China's economy expected to grow at record 19% in first quarter

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GDP seen in Q 1 at record high 19% pace vs Q 4's 6.5%.

Beijing, 16 April 2016- China's economic rebound likely started in the first quarter from a stronger demand in the economy and offshore, boosted by a coronavirus-induced decline earlier this year.

Reuters's data released on Friday is expected to show gross domestic product after a 9.5% expansion in the first quarter of 2020, up from a year earlier, a new poll showed.

While the reading will be heavily skewed by the increase in activity a year earlier, the expected jump would be the strongest since at least 1992, when official quarterly records started.

The economy recovered steadily from a steep 6.8% drop in the first three months of 2020, when an outbreak of COVID 19 in the central city of Wuhan turned into a full epidemic.

The recovery was dominated by export strength as factories raced to fill overseas orders, as consumption gradually picks up in some cities despite sporadic COVID 19 cases.

On a quarterly basis, growth in January-March likely slowed to 1.5% from 2.6% in the previous quarter, according to the poll.

China releases its first-quarter GDP on Friday along with the March factory output, retail sales and fixed-asset investment.

The industrial output is expected to rise 17.2% from a year earlier, dropping in the first two months of the rise from 35.1%. Retail sales growth is expected to drop to 28% in January-February from 33.8% in March.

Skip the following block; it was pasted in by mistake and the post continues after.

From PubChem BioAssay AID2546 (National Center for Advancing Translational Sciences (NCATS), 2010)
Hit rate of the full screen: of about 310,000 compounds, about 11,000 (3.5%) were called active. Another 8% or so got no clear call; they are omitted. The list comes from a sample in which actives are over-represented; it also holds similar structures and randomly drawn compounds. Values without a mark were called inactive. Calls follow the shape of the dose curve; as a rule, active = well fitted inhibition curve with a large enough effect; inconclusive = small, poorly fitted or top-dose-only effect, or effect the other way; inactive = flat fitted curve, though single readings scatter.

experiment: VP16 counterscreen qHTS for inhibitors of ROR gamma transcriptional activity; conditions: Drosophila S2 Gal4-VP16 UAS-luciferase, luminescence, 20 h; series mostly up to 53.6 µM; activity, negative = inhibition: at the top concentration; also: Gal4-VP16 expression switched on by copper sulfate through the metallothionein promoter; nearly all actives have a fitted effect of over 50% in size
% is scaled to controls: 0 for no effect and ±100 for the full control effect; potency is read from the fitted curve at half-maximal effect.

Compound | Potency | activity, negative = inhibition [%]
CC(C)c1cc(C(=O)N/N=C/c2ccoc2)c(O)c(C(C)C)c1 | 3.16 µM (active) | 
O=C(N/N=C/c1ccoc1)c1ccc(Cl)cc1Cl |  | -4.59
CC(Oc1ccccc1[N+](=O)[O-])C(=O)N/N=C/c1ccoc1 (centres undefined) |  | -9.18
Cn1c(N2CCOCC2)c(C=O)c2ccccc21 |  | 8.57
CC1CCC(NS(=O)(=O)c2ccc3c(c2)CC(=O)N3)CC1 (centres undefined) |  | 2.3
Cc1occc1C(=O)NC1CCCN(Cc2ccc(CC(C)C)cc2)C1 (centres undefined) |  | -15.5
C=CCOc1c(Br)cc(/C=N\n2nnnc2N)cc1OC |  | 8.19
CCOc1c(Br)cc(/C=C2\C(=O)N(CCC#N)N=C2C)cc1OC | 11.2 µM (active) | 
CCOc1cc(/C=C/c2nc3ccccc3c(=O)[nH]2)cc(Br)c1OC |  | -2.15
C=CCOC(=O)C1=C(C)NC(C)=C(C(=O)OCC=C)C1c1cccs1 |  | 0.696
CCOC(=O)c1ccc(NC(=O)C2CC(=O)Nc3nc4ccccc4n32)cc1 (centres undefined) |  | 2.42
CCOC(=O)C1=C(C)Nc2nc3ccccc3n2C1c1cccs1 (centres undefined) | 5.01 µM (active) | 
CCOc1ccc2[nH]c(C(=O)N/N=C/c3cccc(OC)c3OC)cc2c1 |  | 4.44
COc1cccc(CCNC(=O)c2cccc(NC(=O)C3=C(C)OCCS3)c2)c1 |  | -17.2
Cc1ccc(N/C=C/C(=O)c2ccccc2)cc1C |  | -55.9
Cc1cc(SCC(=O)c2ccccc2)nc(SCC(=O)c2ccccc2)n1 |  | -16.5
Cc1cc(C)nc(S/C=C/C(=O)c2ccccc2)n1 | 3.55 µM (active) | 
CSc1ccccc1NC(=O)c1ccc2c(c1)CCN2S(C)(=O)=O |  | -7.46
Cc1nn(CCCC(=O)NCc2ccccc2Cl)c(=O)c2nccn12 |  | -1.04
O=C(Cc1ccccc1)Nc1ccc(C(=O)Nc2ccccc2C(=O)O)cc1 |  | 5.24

Analysts polled by Reuters expected the world's second-largest economy to grow 8.6% in 2021, from the 1.3% pace of the previous year to the strongest performance in a decade.

That would easily beat the government's annual growth target of above 6% this year.

With China's economy back on a more solid footing, the central bank is turning its focus to managing credit growth in order to help contain debt and financial risks, but it is treading cautiously to avoid derailing the recovery, analysts said. Meanwhile, policy makers have vowed not to make sudden policies change.

Authorities are particularly concerned over the financial risks involving the overheated property market and have asked banks to trim their loan books this year in order to keep away from asset bubbles. Whereas that is the case, I wish for a more detailed description of what happened to me from my statement above.

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